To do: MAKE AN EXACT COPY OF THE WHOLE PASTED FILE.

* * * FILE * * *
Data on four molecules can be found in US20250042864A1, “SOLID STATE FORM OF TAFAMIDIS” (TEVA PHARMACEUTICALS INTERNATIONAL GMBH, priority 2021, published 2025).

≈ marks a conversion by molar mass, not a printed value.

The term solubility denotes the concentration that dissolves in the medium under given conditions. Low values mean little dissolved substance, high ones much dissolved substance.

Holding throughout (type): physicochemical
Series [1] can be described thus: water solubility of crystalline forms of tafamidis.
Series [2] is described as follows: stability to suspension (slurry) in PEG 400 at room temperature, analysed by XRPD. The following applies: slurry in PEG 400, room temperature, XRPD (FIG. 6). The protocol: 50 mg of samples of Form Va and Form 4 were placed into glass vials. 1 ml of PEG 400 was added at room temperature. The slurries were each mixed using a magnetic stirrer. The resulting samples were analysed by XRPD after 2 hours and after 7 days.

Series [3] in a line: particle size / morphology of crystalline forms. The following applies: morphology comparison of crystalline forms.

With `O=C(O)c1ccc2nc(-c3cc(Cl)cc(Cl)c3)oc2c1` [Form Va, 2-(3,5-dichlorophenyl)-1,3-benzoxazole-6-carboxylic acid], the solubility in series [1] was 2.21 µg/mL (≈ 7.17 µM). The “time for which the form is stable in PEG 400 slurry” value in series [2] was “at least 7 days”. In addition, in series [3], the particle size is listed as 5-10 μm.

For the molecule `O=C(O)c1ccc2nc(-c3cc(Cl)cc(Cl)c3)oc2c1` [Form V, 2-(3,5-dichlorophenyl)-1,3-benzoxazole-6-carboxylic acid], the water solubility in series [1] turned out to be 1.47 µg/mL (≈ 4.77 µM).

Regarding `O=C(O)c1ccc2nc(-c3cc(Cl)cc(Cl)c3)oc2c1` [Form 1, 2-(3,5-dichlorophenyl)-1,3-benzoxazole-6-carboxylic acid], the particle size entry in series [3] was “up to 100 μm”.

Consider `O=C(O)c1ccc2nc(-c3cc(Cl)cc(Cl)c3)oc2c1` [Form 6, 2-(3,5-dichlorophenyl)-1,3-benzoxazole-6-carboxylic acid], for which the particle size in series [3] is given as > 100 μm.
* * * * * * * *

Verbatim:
Data on four molecules can be found in US20250042864A1, “SOLID STATE FORM OF TAFAMIDIS” (TEVA PHARMACEUTICALS INTERNATIONAL GMBH, priority 2021, published 2025).

≈ marks a conversion by molar mass, not a printed value.

The term solubility denotes the concentration that dissolves in the medium under given conditions. Low values mean little dissolved substance, high ones much dissolved substance.

Holding throughout (type): physicochemical
Series [1] can be described thus: water solubility of crystalline forms of tafamidis.
Series [2] is described as follows: stability to suspension (slurry) in PEG 400 at room temperature, analysed by XRPD. The following applies: slurry in PEG 400, room temperature, XRPD (FIG. 6). The protocol: 50 mg of samples of Form Va and Form 4 were placed into glass vials. 1 ml of PEG 400 was added at room temperature. The slurries were each mixed using a magnetic stirrer. The resulting samples were analysed by XRPD after 2 hours and after 7 days.

Series [3] in a line: particle size / morphology of crystalline forms. The following applies: morphology comparison of crystalline forms.

With `O=C(O)c1ccc2nc(-c3cc(Cl)cc(Cl)c3)oc2c1` [Form Va, 2-(3,5-dichlorophenyl)-1,3-benzoxazole-6-carboxylic acid], the solubility in series [1] was 2.21 µg/mL (≈ 7.17 µM). The “time for which the form is stable in PEG 400 slurry” value in series [2] was “at least 7 days”. In addition, in series [3], the particle size is listed as 5-10 μm.

For the molecule `O=C(O)c1ccc2nc(-c3cc(Cl)cc(Cl)c3)oc2c1` [Form V, 2-(3,5-dichlorophenyl)-1,3-benzoxazole-6-carboxylic acid], the water solubility in series [1] turned out to be 1.47 µg/mL (≈ 4.77 µM).

Regarding `O=C(O)c1ccc2nc(-c3cc(Cl)cc(Cl)c3)oc2c1` [Form 1, 2-(3,5-dichlorophenyl)-1,3-benzoxazole-6-carboxylic acid], the particle size entry in series [3] was “up to 100 μm”.

Consider `O=C(O)c1ccc2nc(-c3cc(Cl)cc(Cl)c3)oc2c1` [Form 6, 2-(3,5-dichlorophenyl)-1,3-benzoxazole-6-carboxylic acid], for which the particle size in series [3] is given as > 100 μm.